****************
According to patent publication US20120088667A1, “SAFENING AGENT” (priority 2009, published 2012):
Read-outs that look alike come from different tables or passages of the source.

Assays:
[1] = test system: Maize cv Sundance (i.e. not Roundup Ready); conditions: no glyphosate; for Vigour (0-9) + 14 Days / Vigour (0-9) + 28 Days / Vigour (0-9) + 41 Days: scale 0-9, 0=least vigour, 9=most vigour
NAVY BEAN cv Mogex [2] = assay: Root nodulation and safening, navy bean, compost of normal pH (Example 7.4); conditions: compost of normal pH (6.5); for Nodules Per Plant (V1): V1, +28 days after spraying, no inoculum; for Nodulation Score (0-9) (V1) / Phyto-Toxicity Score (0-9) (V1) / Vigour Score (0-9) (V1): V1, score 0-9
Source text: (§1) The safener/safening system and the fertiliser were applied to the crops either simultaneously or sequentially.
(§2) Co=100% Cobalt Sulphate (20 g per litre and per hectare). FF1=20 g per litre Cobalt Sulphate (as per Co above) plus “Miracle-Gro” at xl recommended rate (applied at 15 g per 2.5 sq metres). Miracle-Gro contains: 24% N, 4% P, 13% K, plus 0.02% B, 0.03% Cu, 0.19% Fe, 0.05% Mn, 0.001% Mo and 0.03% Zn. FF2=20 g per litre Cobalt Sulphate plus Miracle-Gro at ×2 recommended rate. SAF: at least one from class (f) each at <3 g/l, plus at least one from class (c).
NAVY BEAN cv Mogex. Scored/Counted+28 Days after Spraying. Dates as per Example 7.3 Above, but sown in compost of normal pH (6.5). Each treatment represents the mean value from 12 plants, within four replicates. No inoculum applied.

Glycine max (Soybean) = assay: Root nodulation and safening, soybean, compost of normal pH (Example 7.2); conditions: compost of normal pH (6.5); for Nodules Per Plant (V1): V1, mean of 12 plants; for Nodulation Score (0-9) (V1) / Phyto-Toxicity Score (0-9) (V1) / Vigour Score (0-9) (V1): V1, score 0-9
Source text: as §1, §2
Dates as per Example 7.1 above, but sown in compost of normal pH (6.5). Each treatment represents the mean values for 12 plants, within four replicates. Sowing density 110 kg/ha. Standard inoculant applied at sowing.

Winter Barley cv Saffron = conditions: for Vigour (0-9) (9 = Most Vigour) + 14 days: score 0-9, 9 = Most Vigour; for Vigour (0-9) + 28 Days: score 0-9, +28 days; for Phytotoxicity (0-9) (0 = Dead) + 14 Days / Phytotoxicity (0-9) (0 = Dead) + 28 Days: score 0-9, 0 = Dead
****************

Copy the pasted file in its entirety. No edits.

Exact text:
According to patent publication US20120088667A1, “SAFENING AGENT” (priority 2009, published 2012):
Read-outs that look alike come from different tables or passages of the source.

Assays:
[1] = test system: Maize cv Sundance (i.e. not Roundup Ready); conditions: no glyphosate; for Vigour (0-9) + 14 Days / Vigour (0-9) + 28 Days / Vigour (0-9) + 41 Days: scale 0-9, 0=least vigour, 9=most vigour
NAVY BEAN cv Mogex [2] = assay: Root nodulation and safening, navy bean, compost of normal pH (Example 7.4); conditions: compost of normal pH (6.5); for Nodules Per Plant (V1): V1, +28 days after spraying, no inoculum; for Nodulation Score (0-9) (V1) / Phyto-Toxicity Score (0-9) (V1) / Vigour Score (0-9) (V1): V1, score 0-9
Source text: (§1) The safener/safening system and the fertiliser were applied to the crops either simultaneously or sequentially.
(§2) Co=100% Cobalt Sulphate (20 g per litre and per hectare). FF1=20 g per litre Cobalt Sulphate (as per Co above) plus “Miracle-Gro” at xl recommended rate (applied at 15 g per 2.5 sq metres). Miracle-Gro contains: 24% N, 4% P, 13% K, plus 0.02% B, 0.03% Cu, 0.19% Fe, 0.05% Mn, 0.001% Mo and 0.03% Zn. FF2=20 g per litre Cobalt Sulphate plus Miracle-Gro at ×2 recommended rate. SAF: at least one from class (f) each at <3 g/l, plus at least one from class (c).
NAVY BEAN cv Mogex. Scored/Counted+28 Days after Spraying. Dates as per Example 7.3 Above, but sown in compost of normal pH (6.5). Each treatment represents the mean value from 12 plants, within four replicates. No inoculum applied.

Glycine max (Soybean) = assay: Root nodulation and safening, soybean, compost of normal pH (Example 7.2); conditions: compost of normal pH (6.5); for Nodules Per Plant (V1): V1, mean of 12 plants; for Nodulation Score (0-9) (V1) / Phyto-Toxicity Score (0-9) (V1) / Vigour Score (0-9) (V1): V1, score 0-9
Source text: as §1, §2
Dates as per Example 7.1 above, but sown in compost of normal pH (6.5). Each treatment represents the mean values for 12 plants, within four replicates. Sowing density 110 kg/ha. Standard inoculant applied at sowing.

Winter Barley cv Saffron = conditions: for Vigour (0-9) (9 = Most Vigour) + 14 days: score 0-9, 9 = Most Vigour; for Vigour (0-9) + 28 Days: score 0-9, +28 days; for Phytotoxicity (0-9) (0 = Dead) + 14 Days / Phytotoxicity (0-9) (0 = Dead) + 28 Days: score 0-9, 0 = Dead